Why fire alarm systems are ideally positioned to offer the best value and most efficient implementation of emergency communications.
Not so long ago bells, horns, and sirens alerted building occupants to danger. More recently, pre-recorded broadcasts and flashing strobes provided warning. Today a new solution is emerging; a solution that takes into account the intensifying nature of threats and the increasing complexity of built space.
The development of emergency communications, also known as mass notification, as we know it today can be traced to June 25, 1996 when terrorists exploded a fuel truck adjacent to a housing complex in Khobar, Saudi Arabia. The eight-story building housed U.S. Air Force personnel. In all, 19 servicemen and one Saudi were killed, and 372 others were wounded.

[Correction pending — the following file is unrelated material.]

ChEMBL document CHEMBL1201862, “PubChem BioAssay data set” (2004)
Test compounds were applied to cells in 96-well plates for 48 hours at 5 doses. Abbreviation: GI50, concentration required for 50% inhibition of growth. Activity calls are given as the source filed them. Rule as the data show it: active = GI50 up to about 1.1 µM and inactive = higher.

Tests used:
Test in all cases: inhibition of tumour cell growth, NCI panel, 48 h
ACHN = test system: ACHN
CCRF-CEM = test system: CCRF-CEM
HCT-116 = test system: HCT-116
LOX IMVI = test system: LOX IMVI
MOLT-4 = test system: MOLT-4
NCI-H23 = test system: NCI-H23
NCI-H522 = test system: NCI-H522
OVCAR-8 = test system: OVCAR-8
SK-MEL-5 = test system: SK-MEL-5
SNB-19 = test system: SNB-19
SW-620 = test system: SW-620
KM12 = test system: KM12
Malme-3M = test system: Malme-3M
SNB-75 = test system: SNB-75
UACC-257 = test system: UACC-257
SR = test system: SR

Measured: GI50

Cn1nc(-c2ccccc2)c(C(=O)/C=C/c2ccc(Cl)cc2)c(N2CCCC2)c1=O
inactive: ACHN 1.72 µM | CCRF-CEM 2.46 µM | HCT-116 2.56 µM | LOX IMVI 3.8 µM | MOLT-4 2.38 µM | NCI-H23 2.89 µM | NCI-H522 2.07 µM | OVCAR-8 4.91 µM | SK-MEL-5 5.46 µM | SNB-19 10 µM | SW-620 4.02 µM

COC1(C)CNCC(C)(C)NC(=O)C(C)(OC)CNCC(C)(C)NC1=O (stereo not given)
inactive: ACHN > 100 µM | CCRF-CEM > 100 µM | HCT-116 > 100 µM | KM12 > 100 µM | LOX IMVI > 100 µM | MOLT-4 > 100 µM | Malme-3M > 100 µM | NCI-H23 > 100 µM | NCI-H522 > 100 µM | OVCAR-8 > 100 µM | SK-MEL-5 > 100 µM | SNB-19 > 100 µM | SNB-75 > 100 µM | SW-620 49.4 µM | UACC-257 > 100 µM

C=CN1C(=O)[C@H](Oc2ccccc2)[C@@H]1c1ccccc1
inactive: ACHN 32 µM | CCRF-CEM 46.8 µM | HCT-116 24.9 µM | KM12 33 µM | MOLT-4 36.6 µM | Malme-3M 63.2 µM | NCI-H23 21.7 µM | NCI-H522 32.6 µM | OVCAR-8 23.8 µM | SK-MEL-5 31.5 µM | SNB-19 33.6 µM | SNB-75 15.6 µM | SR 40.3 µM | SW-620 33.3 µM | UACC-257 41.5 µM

A year later, then Secretary of Defense, William Cohen, issued the Khobar Tower Report. This document concluded that there were lapses in force protection, no effective alarm systems, no emergency communications capabilities, and that damage and loss of life could have been minimized if there had been a plan in place to respond to the threat.